WANT to see the late Lenny Bruce in the flesh? There were moments at the Queen's last night - for instance, when the founder of alternative comedy was having graphic sex with the stripper he briefly married, or when he finally shot his veins full of heroin, undressed and lay down beside a toilet to die - when Eddie Izzard's Lenny seemed very literally to be offering us that opportunity.

But Izzard also gives us the Bruce the world remembers. At the beginning of Julian Barry's Lenny, he bounces up to the mike, plumper than the original, but equally impish and at least as funny. And towards the end, he is very much the Bruce I once saw in Greenwich Village: grey-faced and incoherent, stoned and sad, and not very funny at all.

It's a fine performance, but the play itself sometimes seems even more cluttered than its confused and psychologically confusing subject demands. The pretence is that Bruce is remembering his life and re-enacting his numbers between his conviction for obscenity in the New York of 1964 and his death by drugs in 1966. Look at the cast of characters, and you find club owners and jazzmen, family members and cops, Daid Ryall as a judge, even James Hayes as an unnecessary Chinese waiter. With Peter Hall's production adding the occasional half-mask and other surreal effects to the mix, it isn't surprising you get a pretty cursory sense of Lenny's history.

Again, I wish that Barry, who rightly believes that Bruce was fundamentally serious and seriously misunderstood by officialdom, had given stage time to some of his more notable crusades, notably the one against capital punishment. But he is generous enough when it comes to recalling those sly, scathing attacks on puritanism and hypocrisy, religiosity, racism and sexual repression. And a black-haired Izzard skitters and sensuously lopes in front of a set that's half-nightclub, half-courtroom, offering us several of the acts that reverberated down the 1960s and have their echoes still.

There's the early skit on the Lone Ranger, who saves a town, makes a graceful exit, and is execrated by the rednecks who come to thank him because it emerges he's lone because he's gay. There's the celebrated defence of the male urge, unstoppable even when the man himself is maimed in a car accident and spots a pretty nurse among the dead and dying. Above all, there's the famous evocation of the arrival in St Patrick's Cathedral of Christ, Moses and attendant invalids, and Cardinal Spellman's nervous astonishment: "Look, you lepers, no offence, but just don't touch anything, OK?"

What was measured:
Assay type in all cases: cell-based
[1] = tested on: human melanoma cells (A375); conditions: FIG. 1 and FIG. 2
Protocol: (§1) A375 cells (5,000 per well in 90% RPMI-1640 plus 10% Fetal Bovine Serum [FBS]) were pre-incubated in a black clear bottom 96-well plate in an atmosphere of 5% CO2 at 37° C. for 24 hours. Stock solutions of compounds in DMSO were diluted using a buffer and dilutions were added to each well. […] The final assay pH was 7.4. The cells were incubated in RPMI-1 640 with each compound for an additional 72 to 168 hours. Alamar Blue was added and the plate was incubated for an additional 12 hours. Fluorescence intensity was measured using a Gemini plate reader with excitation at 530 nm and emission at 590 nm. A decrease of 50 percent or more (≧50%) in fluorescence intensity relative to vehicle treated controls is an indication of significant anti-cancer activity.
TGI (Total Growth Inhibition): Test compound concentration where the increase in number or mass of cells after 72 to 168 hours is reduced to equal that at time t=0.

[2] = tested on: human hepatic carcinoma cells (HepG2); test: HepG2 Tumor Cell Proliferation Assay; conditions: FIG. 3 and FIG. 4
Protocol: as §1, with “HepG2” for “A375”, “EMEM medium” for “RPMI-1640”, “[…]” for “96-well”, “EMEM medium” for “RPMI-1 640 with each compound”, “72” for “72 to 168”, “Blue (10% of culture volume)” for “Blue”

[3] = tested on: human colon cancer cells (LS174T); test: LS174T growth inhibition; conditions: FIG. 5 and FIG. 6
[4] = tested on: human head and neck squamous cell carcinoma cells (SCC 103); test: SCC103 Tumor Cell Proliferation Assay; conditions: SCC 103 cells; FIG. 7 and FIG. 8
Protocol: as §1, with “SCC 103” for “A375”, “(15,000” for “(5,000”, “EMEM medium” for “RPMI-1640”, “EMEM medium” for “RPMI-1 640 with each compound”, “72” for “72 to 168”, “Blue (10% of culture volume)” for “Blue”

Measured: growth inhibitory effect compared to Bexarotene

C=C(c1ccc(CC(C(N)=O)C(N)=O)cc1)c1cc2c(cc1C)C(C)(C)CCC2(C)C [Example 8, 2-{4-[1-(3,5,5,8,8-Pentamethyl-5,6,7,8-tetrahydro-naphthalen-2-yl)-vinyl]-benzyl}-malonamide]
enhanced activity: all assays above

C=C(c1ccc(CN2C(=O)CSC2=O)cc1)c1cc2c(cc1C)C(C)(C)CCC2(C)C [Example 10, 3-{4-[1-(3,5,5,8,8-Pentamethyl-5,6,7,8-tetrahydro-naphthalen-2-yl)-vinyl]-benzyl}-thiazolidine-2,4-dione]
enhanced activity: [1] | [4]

Izzard engineers these numbers with great skill, dealing effortlessly with hecklers both genuine and planted in the first-night audience. He also makes you see how and why Bruce offended many of his American contemporaries, not least by making their laws look bone-headed. But what surprised me last night was the extent to which his performance made it clear that those laws were not merely silly and funny. Yes, I'll recall Izzard's subversive comedy, but even more his look and sound as he muttered and raged through an act that by 1965 had become embarrassingly self-pitying. If I'd been asked beforehand if the British comedian had the range to be plausibly shattered, demented, distraught, I'd have said, probably not. Now I know he is a better actor than I dared hope.


Nicholas de Jongh

lenny3.jpg (13339 bytes)

When the lights go up on stage to reveal a naked Eddie Izzard lying sprawled near a lavatory, something both bold and unplausible is at once exposed. I do not like to criticise and actor when stripped to his essentials. But at first sight it seems the cruellest cut of Peter Hall's most striking production that Mr Izzard, bizarrely cast as the Jewish-American comedian Lenny Bruce should challenge realism by flaunting his uncircumsised state.

Yet dispite this local difficulty Izzard triumphantly manages to suspend disbelief. His Lenny, who suffered a fatal overdose of American puritanism, prideries and police harassment, proceeds to save and make the evening.

Julian Barry's play, premiered on Broadway in 1971 and filmed with Dustin Hoffman, has not worn well. It takes Izzard's star cabaret turn and William Dudley's imposing stage designs to disguise the play's thread-bare state. Both the programme and and amplified voice at the close, when Lenny lies dead of a morphine overdose, roll call the obscenity charges, show closures and court cases to which he was subjected. But the play gives insufficient impression of what Bruce suffered. This deadpan anarchist with his flock of raw expletives, mockery of organised religion and advocacy of unorganised sex, was, after all, forever up against conformist America.